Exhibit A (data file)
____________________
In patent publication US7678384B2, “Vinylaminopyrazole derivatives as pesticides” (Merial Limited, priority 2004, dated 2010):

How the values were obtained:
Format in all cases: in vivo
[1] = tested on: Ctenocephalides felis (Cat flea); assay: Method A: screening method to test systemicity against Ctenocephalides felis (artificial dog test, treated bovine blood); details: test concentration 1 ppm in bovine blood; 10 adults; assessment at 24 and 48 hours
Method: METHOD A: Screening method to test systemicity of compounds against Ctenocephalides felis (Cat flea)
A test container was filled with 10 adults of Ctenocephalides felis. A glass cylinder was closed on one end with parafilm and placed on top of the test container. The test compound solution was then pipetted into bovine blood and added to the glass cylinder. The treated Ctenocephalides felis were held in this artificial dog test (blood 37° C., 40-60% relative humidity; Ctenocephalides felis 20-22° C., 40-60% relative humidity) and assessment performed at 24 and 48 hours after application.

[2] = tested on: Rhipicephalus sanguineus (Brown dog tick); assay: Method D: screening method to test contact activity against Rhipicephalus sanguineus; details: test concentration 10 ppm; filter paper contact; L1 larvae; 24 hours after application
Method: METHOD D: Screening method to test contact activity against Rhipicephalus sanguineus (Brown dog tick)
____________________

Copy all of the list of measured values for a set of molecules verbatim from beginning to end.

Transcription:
In patent publication US7678384B2, “Vinylaminopyrazole derivatives as pesticides” (Merial Limited, priority 2004, dated 2010):

How the values were obtained:
Format in all cases: in vivo
[1] = tested on: Ctenocephalides felis (Cat flea); assay: Method A: screening method to test systemicity against Ctenocephalides felis (artificial dog test, treated bovine blood); details: test concentration 1 ppm in bovine blood; 10 adults; assessment at 24 and 48 hours
Method: METHOD A: Screening method to test systemicity of compounds against Ctenocephalides felis (Cat flea)
A test container was filled with 10 adults of Ctenocephalides felis. A glass cylinder was closed on one end with parafilm and placed on top of the test container. The test compound solution was then pipetted into bovine blood and added to the glass cylinder. The treated Ctenocephalides felis were held in this artificial dog test (blood 37° C., 40-60% relative humidity; Ctenocephalides felis 20-22° C., 40-60% relative humidity) and assessment performed at 24 and 48 hours after application.

[2] = tested on: Rhipicephalus sanguineus (Brown dog tick); assay: Method D: screening method to test contact activity against Rhipicephalus sanguineus; details: test concentration 10 ppm; filter paper contact; L1 larvae; 24 hours after application
Method: METHOD D: Screening method to test contact activity against Rhipicephalus sanguineus (Brown dog tick)